Think for a moment: When was the last time you heard of a company that offers 10 hours of paid leave every month for volunteer work? Or matches the hours an employee volunteers with grants from the company’s foundation? Or provides a “forgivable” loan to eligible employees to use as a down payment or for closing costs on a new home?
Welcome to Fannie Mae’s neighborhood, where community investment and employee work/life initiatives work together to generate growth opportunities for the Washington D.C.-based financial service company. “Our public mission heightens our sense of corporate citizenship as we seek to have a positive impact on our employees, our community and the nation we serve,” says Franklin D. Raines, the company’s chairman and CEO.
By doing right by its 3,800 employees and thousands of communities across the country, Fannie Mae has consistently and successfully served its corporate mission of providing affordable housing and home ownership for low- and moderate-income Americans. It continues to be recognized by various magazines and public service agencies—as well as its own employees—as one of the best companies to work for in Corporate America.
“When your corporate goal is to put people into houses, you spend a lot of time and energy making sure your employees are happy, and that they get involved in their communities,” says Tom Nides, Fannie Mae’s senior vice president of human resources. “It clearly works to our advantage, but then we really do want to make a difference.”
And in making a difference, Fannie Mae promotes goodwill in communities where the company wants to generate business. The organization fosters a sense of community among employees working side-by-side in both the corporate world and the world at large.
On becoming a good employer and neighbor.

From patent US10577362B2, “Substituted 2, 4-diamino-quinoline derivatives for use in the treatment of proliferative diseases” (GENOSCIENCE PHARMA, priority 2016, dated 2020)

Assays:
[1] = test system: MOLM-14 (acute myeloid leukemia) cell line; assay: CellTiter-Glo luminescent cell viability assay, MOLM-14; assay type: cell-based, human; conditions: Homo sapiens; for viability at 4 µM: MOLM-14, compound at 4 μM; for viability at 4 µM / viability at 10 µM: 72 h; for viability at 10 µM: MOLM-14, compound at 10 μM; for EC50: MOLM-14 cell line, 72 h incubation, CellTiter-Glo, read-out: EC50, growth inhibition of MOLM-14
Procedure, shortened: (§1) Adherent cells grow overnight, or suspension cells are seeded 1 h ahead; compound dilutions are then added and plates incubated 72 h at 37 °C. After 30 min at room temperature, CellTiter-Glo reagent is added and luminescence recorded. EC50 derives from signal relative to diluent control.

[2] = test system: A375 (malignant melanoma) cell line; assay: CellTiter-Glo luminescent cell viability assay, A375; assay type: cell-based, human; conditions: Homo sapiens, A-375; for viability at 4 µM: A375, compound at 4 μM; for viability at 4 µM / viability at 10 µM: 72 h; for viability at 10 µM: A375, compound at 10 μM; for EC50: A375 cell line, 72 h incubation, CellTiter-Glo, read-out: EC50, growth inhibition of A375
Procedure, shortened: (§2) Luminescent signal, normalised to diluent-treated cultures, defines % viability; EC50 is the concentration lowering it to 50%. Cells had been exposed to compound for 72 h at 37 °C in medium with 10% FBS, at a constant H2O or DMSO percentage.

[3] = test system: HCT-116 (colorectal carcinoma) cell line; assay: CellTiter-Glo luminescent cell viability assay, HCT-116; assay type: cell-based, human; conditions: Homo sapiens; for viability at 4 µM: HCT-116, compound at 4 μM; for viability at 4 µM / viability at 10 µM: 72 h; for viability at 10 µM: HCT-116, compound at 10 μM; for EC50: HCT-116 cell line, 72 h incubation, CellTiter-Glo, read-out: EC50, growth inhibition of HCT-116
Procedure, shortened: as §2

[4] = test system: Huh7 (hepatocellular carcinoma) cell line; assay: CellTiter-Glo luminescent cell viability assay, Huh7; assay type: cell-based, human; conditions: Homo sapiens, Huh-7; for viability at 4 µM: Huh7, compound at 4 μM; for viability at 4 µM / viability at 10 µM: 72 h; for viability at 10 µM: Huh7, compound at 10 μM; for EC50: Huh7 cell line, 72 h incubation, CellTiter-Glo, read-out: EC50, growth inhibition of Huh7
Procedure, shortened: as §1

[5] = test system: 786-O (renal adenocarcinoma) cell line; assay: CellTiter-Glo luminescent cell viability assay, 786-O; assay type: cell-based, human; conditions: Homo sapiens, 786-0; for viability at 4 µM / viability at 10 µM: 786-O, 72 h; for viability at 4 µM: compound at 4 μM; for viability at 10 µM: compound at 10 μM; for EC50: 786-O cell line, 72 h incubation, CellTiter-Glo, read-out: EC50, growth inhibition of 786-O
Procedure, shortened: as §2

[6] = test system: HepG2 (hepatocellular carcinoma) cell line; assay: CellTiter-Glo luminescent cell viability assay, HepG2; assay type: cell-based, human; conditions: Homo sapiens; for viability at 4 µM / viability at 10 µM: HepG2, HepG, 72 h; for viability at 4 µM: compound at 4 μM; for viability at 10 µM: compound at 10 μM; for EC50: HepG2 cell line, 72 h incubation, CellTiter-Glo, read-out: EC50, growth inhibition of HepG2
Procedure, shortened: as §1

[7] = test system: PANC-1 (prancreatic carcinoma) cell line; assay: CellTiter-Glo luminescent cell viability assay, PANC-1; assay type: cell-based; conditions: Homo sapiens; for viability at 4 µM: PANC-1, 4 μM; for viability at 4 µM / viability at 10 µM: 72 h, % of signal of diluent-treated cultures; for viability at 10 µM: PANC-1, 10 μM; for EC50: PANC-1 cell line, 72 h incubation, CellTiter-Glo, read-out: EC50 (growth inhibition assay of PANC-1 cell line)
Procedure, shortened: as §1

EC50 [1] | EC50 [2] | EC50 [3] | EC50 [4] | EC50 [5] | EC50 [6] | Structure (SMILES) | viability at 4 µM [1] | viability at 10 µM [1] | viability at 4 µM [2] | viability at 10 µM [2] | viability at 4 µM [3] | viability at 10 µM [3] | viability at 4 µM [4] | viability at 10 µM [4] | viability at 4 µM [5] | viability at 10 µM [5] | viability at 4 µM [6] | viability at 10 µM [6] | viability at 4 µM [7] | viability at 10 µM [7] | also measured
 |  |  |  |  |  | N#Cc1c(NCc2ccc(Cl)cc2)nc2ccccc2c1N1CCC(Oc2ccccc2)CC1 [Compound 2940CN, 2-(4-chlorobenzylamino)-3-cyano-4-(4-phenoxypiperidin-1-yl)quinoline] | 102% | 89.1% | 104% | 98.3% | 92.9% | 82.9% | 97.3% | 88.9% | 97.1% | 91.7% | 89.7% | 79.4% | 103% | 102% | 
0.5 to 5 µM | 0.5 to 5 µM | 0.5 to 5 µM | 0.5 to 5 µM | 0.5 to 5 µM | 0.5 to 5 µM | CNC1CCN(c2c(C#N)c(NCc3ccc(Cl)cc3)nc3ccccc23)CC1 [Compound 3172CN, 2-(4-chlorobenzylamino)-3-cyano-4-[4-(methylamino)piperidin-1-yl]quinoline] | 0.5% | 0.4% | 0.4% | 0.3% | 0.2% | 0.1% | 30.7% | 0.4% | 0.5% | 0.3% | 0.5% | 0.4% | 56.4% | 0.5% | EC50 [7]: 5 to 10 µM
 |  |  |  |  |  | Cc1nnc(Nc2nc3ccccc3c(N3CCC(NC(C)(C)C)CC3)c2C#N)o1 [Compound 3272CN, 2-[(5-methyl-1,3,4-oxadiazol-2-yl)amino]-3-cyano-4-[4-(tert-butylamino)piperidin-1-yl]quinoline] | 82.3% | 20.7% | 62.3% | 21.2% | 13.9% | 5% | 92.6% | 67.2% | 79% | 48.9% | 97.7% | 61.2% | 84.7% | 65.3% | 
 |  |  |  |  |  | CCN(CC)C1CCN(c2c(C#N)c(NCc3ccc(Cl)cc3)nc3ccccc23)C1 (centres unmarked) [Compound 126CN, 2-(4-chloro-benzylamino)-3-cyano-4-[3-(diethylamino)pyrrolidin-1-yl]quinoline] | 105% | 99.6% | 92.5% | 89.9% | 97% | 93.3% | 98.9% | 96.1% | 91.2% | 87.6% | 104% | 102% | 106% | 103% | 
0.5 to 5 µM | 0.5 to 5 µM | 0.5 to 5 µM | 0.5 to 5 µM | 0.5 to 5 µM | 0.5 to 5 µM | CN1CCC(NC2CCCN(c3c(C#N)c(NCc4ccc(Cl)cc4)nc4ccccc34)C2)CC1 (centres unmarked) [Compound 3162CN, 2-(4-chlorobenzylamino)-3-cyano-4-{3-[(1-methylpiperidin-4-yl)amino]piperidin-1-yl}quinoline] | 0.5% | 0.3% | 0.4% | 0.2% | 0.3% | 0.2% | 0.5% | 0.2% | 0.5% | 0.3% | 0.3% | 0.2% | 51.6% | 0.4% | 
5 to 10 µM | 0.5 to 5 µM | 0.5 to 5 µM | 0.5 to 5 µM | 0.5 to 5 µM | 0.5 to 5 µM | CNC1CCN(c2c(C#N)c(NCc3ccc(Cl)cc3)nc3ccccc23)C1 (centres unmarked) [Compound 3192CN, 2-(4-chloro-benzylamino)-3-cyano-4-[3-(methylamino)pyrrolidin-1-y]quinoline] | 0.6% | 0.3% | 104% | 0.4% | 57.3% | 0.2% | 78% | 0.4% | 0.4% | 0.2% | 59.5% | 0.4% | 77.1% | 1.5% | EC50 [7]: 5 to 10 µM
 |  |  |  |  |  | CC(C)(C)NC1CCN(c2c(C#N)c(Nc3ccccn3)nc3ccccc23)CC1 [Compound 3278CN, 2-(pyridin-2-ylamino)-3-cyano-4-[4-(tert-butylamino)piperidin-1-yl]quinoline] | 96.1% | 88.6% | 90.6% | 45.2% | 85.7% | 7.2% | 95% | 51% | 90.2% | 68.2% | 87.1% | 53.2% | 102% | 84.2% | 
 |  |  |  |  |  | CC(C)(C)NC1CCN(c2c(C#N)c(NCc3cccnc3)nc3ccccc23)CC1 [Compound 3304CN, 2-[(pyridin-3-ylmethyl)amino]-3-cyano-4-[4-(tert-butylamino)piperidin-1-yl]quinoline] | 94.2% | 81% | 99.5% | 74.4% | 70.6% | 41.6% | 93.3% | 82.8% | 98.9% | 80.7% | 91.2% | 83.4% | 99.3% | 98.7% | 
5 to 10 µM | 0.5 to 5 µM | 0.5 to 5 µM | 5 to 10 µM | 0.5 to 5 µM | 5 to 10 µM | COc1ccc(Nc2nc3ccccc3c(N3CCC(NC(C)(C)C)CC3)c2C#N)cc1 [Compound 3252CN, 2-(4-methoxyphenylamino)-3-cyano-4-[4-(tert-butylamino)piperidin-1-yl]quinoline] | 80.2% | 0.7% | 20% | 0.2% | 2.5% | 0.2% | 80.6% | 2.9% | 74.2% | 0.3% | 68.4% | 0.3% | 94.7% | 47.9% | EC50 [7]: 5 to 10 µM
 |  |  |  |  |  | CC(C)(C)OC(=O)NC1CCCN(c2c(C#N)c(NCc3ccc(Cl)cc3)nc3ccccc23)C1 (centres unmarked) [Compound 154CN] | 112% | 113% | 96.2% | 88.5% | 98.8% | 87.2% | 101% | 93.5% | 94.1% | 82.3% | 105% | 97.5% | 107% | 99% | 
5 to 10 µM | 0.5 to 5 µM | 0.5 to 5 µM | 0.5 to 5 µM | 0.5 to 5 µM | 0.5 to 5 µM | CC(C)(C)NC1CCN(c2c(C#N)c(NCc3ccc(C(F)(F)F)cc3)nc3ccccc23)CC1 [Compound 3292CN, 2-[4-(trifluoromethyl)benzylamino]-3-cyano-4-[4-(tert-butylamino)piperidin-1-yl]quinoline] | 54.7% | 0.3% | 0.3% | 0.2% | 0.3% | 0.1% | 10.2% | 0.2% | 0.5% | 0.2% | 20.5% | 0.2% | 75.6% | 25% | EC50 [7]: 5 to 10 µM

According to a 1999 policy paper by the Center for Work & Family at Boston College in Chestnut Hill, Massachusetts, to become profitable and viable in the new century, companies need to find new ways to build the confidence and trust of their employees and their families, and the communities they serve. “Human resources managers are often surprised to discover that the employer-sponsored opportunities for volunteerism tend to increase not only employee commitment and morale, but the company’s reputation in the broader community,” says Marcie Pitt-Catsouphes, the center’s director and one of the authors of the policy paper.
And to the extent that a company can generate business, all the better. To date, Fannie Mae has financed $2.5 trillion in home mortgage loans for 31 million families, making it the country’s largest source of home mortgage funds. “We’re a driven organization, but we have a culture that wants its employees to know they need to balance work with family,” says Nides. “That’s why we encourage them to get involved in their communities.”
The company focuses on housing, outreach programs, communications with minorities and those who need the extra hand to get to the top. It helps employees participate in community outreach programs by granting them 10 hours of paid leave every month for volunteer work and by recognizing them for their accomplishments. All programs are managed by the Fannie Mae Foundation, a separate entity, but fully funded by the corporation.
Additionally, the Foundation works with specific business units and departments to create opportunities for their teams to participate in volunteer service projects, and it matches the hours an employee volunteers with grants. Recognition programs consist of corporate awards that are granted to those employees who have demonstrated a particularly high commitment to community service. Last year, Fannie Mae employees participated in more than 16,000 hours worth of community service projects.
Balancing work and home life.